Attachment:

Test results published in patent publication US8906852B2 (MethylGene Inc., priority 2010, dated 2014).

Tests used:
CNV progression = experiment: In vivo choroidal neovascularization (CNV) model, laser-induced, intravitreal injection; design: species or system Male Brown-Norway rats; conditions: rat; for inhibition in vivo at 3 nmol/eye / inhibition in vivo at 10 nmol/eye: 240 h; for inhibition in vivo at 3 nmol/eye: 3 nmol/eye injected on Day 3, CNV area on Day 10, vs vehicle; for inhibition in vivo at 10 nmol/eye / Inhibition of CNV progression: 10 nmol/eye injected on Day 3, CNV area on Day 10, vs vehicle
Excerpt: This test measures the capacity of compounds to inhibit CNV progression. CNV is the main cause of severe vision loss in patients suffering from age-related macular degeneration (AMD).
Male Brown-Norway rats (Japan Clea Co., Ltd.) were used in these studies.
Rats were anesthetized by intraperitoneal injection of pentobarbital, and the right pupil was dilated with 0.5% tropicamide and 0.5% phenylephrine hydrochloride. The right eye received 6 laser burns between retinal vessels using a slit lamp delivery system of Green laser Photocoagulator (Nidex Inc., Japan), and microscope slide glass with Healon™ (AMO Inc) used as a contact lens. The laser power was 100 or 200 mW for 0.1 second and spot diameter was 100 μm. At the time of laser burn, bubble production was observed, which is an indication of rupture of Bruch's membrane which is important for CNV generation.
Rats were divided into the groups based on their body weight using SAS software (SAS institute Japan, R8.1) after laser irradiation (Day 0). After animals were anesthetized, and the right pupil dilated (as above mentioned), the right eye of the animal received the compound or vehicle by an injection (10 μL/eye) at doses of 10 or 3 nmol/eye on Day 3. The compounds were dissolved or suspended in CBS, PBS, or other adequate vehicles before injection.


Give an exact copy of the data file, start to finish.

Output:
Test results published in patent publication US8906852B2 (MethylGene Inc., priority 2010, dated 2014).

Tests used:
CNV progression = experiment: In vivo choroidal neovascularization (CNV) model, laser-induced, intravitreal injection; design: species or system Male Brown-Norway rats; conditions: rat; for inhibition in vivo at 3 nmol/eye / inhibition in vivo at 10 nmol/eye: 240 h; for inhibition in vivo at 3 nmol/eye: 3 nmol/eye injected on Day 3, CNV area on Day 10, vs vehicle; for inhibition in vivo at 10 nmol/eye / Inhibition of CNV progression: 10 nmol/eye injected on Day 3, CNV area on Day 10, vs vehicle
Excerpt: This test measures the capacity of compounds to inhibit CNV progression. CNV is the main cause of severe vision loss in patients suffering from age-related macular degeneration (AMD).
Male Brown-Norway rats (Japan Clea Co., Ltd.) were used in these studies.
Rats were anesthetized by intraperitoneal injection of pentobarbital, and the right pupil was dilated with 0.5% tropicamide and 0.5% phenylephrine hydrochloride. The right eye received 6 laser burns between retinal vessels using a slit lamp delivery system of Green laser Photocoagulator (Nidex Inc., Japan), and microscope slide glass with Healon™ (AMO Inc) used as a contact lens. The laser power was 100 or 200 mW for 0.1 second and spot diameter was 100 μm. At the time of laser burn, bubble production was observed, which is an indication of rupture of Bruch's membrane which is important for CNV generation.
Rats were divided into the groups based on their body weight using SAS software (SAS institute Japan, R8.1) after laser irradiation (Day 0). After animals were anesthetized, and the right pupil dilated (as above mentioned), the right eye of the animal received the compound or vehicle by an injection (10 μL/eye) at doses of 10 or 3 nmol/eye on Day 3. The compounds were dissolved or suspended in CBS, PBS, or other adequate vehicles before injection.